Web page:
Scientists in Switzerland have figured out how to control brain function using simple flashes of coloured light, and have now effectively induced erections in mice using the same method.

The technique is called optogenetics, and what scientists are doing with it will blow your mind. It all starts with a simple species of pond algae that uses a primitive organelle called an eye spot to respond to sources of light for photosynthesis. A particular type of light-sensitive protein inside the eye spot responds to blue light by moving positively charged ions across the eye spot membrane, and this causes the voltage of the eye spot to change. 

Scientists figured out that this process could be replicated in neurons in the brain, so they synthesised the fragment of pond algae DNA that encodes for this blue light-receptive protein, and using a harmless virus, inserted the genes into the specific types of mouse and rat neurons. 

The rodent neurons expressed the genes, and their neural membranes soon became covered in the light-responsive protein. When the researchers shone a blue light, the proteins activated, just like they did in the pond algae. When the blue light was turned off, the neurons instantly deactivated. 

Why is this so cool? Well, our brains contain thousands, if not tens of thousands, of different types of neurons, each one with a distinct shape, molecular composition, and function. Using optogenetics, scientists are now able to manipulate the behaviour of one specific type of neuron without affecting the activity of those around it. If you're still confused, you can watch the video below for a really clear explanation of the whole process.

So far, optogenetics has only been used on mice and rats, but it's opened up an intriguing possibility for humans… as a potential new sex aid that improves penis function.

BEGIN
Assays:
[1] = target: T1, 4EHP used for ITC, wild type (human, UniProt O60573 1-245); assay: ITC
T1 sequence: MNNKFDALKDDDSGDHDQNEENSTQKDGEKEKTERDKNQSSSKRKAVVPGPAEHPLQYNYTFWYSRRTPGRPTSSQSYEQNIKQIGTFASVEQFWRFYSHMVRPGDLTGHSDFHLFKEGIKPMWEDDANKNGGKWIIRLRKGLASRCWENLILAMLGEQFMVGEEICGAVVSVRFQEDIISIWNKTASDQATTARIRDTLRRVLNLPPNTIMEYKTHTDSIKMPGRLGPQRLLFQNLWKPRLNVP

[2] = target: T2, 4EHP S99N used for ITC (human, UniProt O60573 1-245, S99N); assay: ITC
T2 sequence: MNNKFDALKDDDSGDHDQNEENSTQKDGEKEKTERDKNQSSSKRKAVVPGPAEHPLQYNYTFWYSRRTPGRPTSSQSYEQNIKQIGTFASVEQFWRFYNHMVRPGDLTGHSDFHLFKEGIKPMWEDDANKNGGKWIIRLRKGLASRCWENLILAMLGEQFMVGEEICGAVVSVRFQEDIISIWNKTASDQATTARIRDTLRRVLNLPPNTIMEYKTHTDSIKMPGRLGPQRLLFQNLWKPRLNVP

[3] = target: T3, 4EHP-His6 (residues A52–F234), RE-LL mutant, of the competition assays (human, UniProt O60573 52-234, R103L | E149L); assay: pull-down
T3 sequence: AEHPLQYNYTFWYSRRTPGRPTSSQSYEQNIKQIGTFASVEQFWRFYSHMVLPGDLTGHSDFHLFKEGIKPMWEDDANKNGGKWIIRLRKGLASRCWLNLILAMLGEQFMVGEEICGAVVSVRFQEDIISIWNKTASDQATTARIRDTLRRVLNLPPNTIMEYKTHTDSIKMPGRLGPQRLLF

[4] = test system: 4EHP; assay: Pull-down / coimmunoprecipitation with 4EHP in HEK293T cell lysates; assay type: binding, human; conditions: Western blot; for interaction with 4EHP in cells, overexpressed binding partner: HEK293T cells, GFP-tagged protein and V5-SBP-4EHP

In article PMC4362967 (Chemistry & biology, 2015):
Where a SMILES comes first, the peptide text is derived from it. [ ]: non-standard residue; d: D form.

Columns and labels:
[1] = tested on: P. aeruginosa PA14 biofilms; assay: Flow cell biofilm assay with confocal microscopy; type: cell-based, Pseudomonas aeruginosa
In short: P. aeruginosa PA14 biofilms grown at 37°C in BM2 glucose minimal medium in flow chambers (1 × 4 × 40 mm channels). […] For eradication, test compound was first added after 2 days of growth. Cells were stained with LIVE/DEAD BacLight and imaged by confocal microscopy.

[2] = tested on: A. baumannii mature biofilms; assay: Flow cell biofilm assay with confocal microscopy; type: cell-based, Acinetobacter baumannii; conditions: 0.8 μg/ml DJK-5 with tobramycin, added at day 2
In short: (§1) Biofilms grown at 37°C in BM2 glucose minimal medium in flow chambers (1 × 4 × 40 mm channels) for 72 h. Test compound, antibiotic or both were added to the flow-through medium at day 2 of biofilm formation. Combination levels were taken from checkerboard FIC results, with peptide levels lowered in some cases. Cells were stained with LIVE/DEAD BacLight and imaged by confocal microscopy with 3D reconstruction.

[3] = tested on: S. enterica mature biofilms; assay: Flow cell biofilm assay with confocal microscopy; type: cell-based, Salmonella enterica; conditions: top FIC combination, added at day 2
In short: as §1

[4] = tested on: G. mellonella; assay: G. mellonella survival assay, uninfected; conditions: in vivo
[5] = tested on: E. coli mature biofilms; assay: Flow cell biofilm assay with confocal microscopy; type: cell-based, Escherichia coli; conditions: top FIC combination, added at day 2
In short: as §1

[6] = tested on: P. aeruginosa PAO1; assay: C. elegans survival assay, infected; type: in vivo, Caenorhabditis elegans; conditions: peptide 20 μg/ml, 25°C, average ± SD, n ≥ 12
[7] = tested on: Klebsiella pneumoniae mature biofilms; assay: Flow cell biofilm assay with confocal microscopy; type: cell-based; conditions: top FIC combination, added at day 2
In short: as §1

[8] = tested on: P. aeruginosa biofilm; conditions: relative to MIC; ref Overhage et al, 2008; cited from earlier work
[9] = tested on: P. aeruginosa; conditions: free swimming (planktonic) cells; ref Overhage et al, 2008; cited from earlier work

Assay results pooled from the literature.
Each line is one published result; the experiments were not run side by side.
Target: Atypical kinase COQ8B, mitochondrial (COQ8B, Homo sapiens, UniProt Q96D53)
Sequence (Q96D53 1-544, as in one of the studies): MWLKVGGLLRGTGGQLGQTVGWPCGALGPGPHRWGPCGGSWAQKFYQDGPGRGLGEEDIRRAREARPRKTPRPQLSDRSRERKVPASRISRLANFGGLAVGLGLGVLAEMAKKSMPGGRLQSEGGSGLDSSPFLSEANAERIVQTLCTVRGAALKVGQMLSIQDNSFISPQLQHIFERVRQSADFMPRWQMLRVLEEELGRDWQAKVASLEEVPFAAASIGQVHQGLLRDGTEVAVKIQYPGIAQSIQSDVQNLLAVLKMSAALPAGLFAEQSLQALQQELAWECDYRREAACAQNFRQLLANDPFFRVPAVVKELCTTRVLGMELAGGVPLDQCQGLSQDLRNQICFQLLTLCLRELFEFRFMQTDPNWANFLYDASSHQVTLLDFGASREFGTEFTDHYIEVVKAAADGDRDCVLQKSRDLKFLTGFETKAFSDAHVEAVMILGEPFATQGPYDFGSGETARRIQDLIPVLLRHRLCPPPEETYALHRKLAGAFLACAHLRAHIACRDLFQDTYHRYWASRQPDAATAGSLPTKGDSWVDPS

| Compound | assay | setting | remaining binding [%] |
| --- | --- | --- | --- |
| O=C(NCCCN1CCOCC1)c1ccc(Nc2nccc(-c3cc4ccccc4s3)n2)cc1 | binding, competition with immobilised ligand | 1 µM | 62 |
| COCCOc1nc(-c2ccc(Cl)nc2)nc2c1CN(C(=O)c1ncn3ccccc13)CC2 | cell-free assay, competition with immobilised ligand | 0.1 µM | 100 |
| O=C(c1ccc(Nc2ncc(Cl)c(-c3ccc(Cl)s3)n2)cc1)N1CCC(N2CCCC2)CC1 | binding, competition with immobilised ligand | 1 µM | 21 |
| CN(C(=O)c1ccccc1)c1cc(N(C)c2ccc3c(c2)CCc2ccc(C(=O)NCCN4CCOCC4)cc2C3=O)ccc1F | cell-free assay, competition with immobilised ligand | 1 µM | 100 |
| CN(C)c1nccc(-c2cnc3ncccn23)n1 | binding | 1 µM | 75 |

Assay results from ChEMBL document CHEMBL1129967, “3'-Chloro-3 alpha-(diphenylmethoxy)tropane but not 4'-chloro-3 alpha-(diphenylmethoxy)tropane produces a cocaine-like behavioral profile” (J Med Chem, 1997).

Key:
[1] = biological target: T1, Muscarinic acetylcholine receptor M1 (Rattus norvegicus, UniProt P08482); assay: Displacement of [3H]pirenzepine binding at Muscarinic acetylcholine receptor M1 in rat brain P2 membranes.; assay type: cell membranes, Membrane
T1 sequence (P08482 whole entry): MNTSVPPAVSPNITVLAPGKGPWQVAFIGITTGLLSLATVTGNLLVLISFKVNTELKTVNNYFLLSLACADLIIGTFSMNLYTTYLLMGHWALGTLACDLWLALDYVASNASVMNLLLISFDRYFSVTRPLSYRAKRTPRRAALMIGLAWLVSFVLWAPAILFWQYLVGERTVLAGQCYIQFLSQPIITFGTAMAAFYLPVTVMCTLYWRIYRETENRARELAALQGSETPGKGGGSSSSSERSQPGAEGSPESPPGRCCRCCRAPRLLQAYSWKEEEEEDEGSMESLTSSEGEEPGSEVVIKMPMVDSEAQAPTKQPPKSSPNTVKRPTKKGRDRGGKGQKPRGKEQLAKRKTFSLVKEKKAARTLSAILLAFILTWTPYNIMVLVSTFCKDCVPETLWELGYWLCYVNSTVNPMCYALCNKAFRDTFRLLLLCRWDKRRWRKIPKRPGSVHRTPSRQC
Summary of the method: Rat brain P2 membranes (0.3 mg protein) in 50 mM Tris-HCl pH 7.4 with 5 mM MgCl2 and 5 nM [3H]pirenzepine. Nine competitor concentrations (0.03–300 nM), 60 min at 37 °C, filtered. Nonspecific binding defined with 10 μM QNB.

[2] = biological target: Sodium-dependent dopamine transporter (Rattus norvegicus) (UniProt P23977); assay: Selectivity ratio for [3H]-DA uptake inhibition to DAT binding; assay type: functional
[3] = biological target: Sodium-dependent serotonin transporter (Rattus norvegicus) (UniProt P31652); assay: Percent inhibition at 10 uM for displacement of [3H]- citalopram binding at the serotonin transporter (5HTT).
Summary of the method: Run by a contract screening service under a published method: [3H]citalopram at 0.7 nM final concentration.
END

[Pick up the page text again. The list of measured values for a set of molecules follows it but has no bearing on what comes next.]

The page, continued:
The part of the penis in question is the corpus cavernosum, which is the region that gets filled up with blood to facilitate an erection. That's if everything goes to plan. There can be lots of reasons for why the muscles in the corpus cavernosum can fail to relax and let the blood flow through it - you're nervous, depressed, low on testosterone, and so on.

And then even if you manage to get an erection thanks to a cooperating corpus cavernosum, you risk losing it again, thanks to a defective enzyme called cGMP, which traffics the blood flow in and out of the penis. " Viagra slows down that degradation, allowing you to maintain an erection, but it doesn't actually induce an erection without sexual stimuli," says Jason Koebler at Motherboard. "Optogenetics, on the other hand, can be used to trigger erections without any other stimulus."

This week, a team led by bioengineer Martin Fussenegger, from the Swiss Federal Institute of Technology, published a paper in Angewandte Chemie describing the technique they used to control erections in rats using optogenetics. 

"He calls it an 'erectile optogenetic stimulator,' and it's quite simple, once you get past the gene-therapy part of it," says Koebler. "Shine a blue light (a Philips goLITE BLU, designed to treat seasonal affective disorder, if you must know) on a rat dick, cause dick to get hard."

All Fussenegger's team had to do was insert the light-sensitive protein DNA into the rats' corpa cavernosa to make them respond to blue light within 55 seconds of exposure. The DNA worked perfectly in relaxing the corpa cavernosa muscles to facilitate blood flow, and the scientists report being able to induce all the erections and ejaculations they wanted, even without a single lady rat in the room. When coupled with Viagra, the technique worked even better. 

"Current treatment strategies focus either on restoring erection-promoting pathways or maintaining an established erection, but fail to provide a trigger-inducible erection on demand," the team wrote in the paper. "EROS decouples penile erection from physiological control, bypasses the causes for erectile dysfunction, and providers trigger-inducible erection on demand by simple illumination with a portable commercial light-therapy device."

Will we see this used on humans any time soon? Doubtful, but don't rule it out just yet. The technique used to insert the DNA is the same as that being used in human gene therapy trials, so that part at least has experimental precedence in human, not just animal, models. We just have to figure out the ethics of manipulating human functions using a little blue light. 

Source: Motherboard